Fifty Plus (50+) - Handlebars?
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12-05-07, 02:21 PM
I will be converting a a small Cannondale mt bike into a comfort bike and need some advice on the bars. Have 3 choices cruiser,touring or 11inch or so ape hangers.I get a lot of wrist pain with a mt bike so need a really relaxed fit. Any ideas? Jack
12-05-07, 03:48 PM
Soi what bars are fitted now-a pic would help but we all know what bars are like. 6 years ago I went from straight bars to risers- Not a great deal of rise or sweep but they did help me on bike control and comfort.
12-05-07, 03:57 PM
I'm using $15 3" riser bars on my Trek hybrid to great success. Sweep of about 9-10 degrees.
Also switched to thick, soft gel grips.
These were to address thumb pain. They took weight/pressure off of my thumb and gave it a softer area of contact. Wrist problems might need a different approach - depending upon the nature of the wrist problem.
12-05-07, 04:26 PM
It depends on how your bike fits now and how you want it to fit. Find a bar and stem combination that puts your hands where you want them to be.
How high are your bars relative to your saddle now? Do they have any rise at all or are they flat? A picture would help.
12-05-07, 07:25 PM
Sorry, I don't know exactly what you mean by the types of bars you mentioned, but I'll tell you what worked for me. I was having terrible wrist pain on my old hybrid commuting bike that had normal riser bars, so when I got my new commuting bike I had albatross bars (http://www.rivbike.com/products/list/handlebars_stems_and_tape#product=16-127) put on it. The bars, combined with bar end shifters did the trick--no more pain! (Twist grips were really hurting my wrist, and the thumb shifters on my mtb weren't much better.)
I use drop bars on my road bikes and straight bars with climbing extensions on my mountain bike. What I hate about most other types of bars is the lack of variety in hand positions. In particular, I want one or more positions with the forearm in a neutral "handshake" axial rotation, as I obtain on the extensions on the mountain bars and on the drops and brake hoods of my road bikes. Being stuck in one position gives me tingles and fatigue.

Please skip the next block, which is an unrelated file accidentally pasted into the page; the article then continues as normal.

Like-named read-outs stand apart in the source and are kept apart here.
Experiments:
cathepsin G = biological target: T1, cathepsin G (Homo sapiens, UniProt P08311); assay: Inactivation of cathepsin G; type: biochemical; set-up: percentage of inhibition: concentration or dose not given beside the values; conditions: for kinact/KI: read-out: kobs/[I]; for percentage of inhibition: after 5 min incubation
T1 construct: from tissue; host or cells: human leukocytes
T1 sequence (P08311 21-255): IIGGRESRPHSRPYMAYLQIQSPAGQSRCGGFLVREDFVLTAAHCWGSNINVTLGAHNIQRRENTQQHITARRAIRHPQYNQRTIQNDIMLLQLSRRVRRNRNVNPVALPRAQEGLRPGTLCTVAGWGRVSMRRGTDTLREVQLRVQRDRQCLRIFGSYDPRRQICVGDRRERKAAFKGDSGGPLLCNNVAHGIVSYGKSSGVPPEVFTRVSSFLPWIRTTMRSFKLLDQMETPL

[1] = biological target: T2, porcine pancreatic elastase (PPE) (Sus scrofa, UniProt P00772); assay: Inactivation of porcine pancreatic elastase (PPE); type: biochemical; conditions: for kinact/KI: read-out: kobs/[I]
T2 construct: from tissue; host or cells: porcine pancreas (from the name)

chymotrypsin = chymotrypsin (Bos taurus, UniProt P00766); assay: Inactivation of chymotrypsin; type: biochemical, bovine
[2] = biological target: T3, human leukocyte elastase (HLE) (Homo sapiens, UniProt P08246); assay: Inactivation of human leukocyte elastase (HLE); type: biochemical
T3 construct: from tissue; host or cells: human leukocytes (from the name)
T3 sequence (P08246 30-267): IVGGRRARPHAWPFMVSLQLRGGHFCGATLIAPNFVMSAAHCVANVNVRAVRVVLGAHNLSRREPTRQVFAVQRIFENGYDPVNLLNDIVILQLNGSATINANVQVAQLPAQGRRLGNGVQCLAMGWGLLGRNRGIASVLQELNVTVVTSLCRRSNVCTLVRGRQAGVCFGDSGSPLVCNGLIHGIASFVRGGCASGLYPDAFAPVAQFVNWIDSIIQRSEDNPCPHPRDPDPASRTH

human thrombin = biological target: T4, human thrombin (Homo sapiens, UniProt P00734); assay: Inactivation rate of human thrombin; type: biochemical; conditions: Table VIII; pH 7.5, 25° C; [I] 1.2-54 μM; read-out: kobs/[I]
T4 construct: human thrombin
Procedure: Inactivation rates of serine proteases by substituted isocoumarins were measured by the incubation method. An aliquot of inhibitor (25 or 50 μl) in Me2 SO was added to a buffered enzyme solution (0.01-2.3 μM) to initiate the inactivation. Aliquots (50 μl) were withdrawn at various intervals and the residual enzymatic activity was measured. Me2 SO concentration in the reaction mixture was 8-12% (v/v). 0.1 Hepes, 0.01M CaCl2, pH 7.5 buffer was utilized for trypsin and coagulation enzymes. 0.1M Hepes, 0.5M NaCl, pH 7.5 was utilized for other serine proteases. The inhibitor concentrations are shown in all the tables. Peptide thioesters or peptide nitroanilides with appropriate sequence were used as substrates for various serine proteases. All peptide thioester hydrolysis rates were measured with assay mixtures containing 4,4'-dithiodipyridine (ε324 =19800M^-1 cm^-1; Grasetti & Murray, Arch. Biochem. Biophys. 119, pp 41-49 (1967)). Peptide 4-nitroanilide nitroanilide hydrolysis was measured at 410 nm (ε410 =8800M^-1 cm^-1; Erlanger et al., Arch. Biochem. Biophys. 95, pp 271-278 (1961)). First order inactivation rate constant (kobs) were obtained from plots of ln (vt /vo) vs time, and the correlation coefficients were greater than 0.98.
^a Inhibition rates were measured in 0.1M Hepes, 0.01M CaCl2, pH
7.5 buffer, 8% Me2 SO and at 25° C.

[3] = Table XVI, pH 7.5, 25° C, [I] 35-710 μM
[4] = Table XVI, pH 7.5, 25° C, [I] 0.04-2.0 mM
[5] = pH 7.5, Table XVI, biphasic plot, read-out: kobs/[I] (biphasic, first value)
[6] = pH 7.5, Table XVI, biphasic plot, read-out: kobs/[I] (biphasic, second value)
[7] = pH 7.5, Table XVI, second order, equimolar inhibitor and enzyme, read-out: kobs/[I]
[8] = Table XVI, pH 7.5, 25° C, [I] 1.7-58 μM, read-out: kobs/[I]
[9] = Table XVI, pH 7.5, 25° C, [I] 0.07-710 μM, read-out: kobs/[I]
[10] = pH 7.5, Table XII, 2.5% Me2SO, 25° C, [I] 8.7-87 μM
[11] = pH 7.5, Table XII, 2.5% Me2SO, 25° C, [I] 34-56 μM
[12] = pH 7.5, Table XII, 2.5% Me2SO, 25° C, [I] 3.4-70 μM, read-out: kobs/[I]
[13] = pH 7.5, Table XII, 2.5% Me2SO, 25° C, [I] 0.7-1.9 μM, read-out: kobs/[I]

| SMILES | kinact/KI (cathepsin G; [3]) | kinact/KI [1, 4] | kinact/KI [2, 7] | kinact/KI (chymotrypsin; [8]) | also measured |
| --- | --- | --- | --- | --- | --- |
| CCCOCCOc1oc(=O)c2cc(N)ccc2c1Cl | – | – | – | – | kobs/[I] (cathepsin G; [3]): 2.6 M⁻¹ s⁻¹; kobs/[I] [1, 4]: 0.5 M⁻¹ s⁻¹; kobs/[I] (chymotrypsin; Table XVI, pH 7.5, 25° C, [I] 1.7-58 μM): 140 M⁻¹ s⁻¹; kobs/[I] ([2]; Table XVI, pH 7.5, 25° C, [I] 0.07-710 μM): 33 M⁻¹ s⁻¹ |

12-05-07, 09:48 PM
Thanks for the replies. Its a bare frame right now with a Cannondale headshock and a 11/2 in stem. I cant ride a std mt bike without wrist pain but can ride my Cruzbike Silvio for 50 miles and no pain. I set up one bike with 4in riser bar and a 4in stem extender worked ok but still had some wrist pain. Think I will go with something like the albatross bars.
12-05-07, 09:59 PM
Well, nothing is going to relieve the stress on your hands and wrists like a recumbent. Something that you've already found out with your Cruzbike.
Albatross bars may work for you, but I've read reports that they caused wrist pain in others. Too much sweep for some. Others love them.
I would like to try them out for a while. I rode a bike with them for about 5 minutes once, not enough time to adapt to them.
12-05-07, 10:28 PM
Or you could just mount Tom B's head on the front of your bike. Those horns would have plenty of possible hand positions.
12-05-07, 10:51 PM
Now that you mention it, those horns look a bit too much like drop bars.
12-06-07, 05:16 AM
12-06-07, 09:22 AM
Probably not the answer you're looking for, but have you considered aero-bars? I put some Syntace C-2's on my single speed and my upper body weight is supported by my lower arms (just below the elbow, resting on large pads) and my wrists carry no weight at all.
With a multi-speed bike, you could easily mount bar-end shifters on the ends of the aero-bars (you know, like the Tri-Athletes and Time-Trialists do). Of course, in a "comfort bike" environment, the aero-bars would be mounted much higher than in a competition environment. You may not even be any more "aero" but your wrists will sure be happier!
Rick / OCRR
12-06-07, 09:46 AM
Personally, I'd go with the touring bars, keeping in mind that stem height in relationship to seat height will have a big impact. I've always found touring bars to be the most versatile and comfort dependent on how high the stem allowed the bars to be.
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